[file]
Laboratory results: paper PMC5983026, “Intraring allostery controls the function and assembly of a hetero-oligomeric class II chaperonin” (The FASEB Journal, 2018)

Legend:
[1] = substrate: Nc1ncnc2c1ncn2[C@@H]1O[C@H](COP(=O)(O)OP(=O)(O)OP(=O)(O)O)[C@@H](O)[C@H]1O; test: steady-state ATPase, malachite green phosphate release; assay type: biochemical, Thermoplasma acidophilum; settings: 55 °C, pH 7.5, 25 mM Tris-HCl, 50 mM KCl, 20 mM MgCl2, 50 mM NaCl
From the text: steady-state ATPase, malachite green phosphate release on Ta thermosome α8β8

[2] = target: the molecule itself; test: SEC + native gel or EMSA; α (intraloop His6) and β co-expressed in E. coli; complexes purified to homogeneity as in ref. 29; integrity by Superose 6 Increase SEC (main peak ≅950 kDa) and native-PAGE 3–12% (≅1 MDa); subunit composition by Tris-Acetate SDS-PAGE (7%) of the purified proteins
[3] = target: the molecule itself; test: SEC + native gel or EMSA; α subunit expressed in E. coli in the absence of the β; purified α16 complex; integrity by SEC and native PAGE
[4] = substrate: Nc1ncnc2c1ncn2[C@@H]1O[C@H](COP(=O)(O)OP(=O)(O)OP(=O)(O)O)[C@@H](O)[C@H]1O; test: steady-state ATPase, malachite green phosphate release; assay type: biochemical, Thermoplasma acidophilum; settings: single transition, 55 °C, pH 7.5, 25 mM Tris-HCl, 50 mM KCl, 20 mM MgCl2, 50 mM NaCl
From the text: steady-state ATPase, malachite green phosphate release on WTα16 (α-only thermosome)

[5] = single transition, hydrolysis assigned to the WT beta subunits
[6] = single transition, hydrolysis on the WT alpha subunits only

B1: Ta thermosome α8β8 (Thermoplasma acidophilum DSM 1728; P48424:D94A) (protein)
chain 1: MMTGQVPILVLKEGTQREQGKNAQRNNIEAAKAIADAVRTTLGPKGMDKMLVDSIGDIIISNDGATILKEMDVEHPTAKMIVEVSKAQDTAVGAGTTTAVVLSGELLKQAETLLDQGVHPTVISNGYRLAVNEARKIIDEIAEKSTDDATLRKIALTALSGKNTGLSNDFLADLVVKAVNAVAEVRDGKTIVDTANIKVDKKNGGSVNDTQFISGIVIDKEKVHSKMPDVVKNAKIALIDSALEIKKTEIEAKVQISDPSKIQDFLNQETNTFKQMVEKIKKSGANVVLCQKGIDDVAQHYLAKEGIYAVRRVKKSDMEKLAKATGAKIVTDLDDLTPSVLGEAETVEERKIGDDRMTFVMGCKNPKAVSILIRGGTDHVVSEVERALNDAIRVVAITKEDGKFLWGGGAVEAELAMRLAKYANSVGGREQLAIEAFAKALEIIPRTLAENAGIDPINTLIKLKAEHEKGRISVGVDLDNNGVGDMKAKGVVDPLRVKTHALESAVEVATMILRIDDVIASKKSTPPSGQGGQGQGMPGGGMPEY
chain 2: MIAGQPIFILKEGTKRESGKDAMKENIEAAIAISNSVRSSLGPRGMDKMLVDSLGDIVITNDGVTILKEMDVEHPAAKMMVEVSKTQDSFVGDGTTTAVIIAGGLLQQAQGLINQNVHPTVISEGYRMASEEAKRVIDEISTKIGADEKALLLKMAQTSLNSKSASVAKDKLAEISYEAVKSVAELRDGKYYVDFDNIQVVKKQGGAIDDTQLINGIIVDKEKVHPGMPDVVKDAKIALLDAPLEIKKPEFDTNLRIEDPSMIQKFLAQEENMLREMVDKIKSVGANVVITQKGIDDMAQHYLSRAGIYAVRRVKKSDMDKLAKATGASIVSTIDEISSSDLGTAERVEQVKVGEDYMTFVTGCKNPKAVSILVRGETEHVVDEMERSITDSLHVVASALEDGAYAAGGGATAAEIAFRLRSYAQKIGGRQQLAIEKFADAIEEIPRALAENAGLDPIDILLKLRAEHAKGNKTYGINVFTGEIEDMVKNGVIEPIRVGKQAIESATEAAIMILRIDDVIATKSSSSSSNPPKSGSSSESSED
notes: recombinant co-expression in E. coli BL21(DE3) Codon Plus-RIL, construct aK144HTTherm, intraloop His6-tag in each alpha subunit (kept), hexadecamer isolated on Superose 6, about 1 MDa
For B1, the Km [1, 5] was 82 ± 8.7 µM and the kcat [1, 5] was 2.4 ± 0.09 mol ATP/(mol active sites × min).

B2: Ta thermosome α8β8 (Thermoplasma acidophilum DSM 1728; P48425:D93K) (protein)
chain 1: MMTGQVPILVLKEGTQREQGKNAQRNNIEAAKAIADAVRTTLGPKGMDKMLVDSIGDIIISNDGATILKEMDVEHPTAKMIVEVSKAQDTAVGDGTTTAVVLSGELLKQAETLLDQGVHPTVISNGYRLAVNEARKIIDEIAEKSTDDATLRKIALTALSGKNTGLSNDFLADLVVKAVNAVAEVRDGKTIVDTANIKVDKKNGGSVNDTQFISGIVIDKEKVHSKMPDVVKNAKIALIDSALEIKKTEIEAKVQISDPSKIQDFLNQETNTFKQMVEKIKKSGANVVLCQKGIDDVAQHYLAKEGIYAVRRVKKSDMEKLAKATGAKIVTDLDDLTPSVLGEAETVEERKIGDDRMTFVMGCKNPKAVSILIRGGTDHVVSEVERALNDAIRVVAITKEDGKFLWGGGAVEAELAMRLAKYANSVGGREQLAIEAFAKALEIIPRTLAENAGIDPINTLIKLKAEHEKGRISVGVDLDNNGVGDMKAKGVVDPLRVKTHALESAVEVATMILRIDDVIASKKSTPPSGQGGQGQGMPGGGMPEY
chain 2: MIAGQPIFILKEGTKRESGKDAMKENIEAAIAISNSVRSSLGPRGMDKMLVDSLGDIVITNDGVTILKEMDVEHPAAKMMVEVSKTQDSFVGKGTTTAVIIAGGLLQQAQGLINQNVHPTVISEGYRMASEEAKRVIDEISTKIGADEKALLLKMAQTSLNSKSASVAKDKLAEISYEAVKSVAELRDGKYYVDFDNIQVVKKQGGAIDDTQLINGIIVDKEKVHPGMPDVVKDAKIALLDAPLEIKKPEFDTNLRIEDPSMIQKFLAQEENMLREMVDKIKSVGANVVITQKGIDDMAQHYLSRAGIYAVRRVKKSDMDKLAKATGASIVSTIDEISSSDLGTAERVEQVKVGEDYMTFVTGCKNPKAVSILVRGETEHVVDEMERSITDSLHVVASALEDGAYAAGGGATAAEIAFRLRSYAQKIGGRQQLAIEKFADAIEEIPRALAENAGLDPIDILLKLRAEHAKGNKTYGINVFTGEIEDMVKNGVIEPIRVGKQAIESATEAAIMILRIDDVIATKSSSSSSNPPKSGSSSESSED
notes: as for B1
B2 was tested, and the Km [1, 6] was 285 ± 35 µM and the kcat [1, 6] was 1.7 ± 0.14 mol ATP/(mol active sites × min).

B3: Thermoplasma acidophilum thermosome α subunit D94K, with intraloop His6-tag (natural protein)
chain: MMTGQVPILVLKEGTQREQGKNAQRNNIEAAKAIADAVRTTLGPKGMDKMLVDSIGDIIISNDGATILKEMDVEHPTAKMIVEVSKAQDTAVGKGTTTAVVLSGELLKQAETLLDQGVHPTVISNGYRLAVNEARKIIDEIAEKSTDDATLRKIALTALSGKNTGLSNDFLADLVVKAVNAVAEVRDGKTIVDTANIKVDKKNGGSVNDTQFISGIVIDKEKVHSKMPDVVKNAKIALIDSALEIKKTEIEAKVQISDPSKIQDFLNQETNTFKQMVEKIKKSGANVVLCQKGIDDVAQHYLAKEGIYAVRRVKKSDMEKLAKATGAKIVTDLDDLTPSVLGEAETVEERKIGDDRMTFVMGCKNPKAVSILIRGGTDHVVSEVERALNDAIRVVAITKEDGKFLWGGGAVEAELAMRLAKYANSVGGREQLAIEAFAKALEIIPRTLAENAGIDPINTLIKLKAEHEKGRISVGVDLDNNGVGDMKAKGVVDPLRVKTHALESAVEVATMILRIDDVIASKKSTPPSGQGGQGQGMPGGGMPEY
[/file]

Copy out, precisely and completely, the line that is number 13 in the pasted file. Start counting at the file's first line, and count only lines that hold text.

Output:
chain 2: MIAGQPIFILKEGTKRESGKDAMKENIEAAIAISNSVRSSLGPRGMDKMLVDSLGDIVITNDGVTILKEMDVEHPAAKMMVEVSKTQDSFVGDGTTTAVIIAGGLLQQAQGLINQNVHPTVISEGYRMASEEAKRVIDEISTKIGADEKALLLKMAQTSLNSKSASVAKDKLAEISYEAVKSVAELRDGKYYVDFDNIQVVKKQGGAIDDTQLINGIIVDKEKVHPGMPDVVKDAKIALLDAPLEIKKPEFDTNLRIEDPSMIQKFLAQEENMLREMVDKIKSVGANVVITQKGIDDMAQHYLSRAGIYAVRRVKKSDMDKLAKATGASIVSTIDEISSSDLGTAERVEQVKVGEDYMTFVTGCKNPKAVSILVRGETEHVVDEMERSITDSLHVVASALEDGAYAAGGGATAAEIAFRLRSYAQKIGGRQQLAIEKFADAIEEIPRALAENAGLDPIDILLKLRAEHAKGNKTYGINVFTGEIEDMVKNGVIEPIRVGKQAIESATEAAIMILRIDDVIATKSSSSSSNPPKSGSSSESSED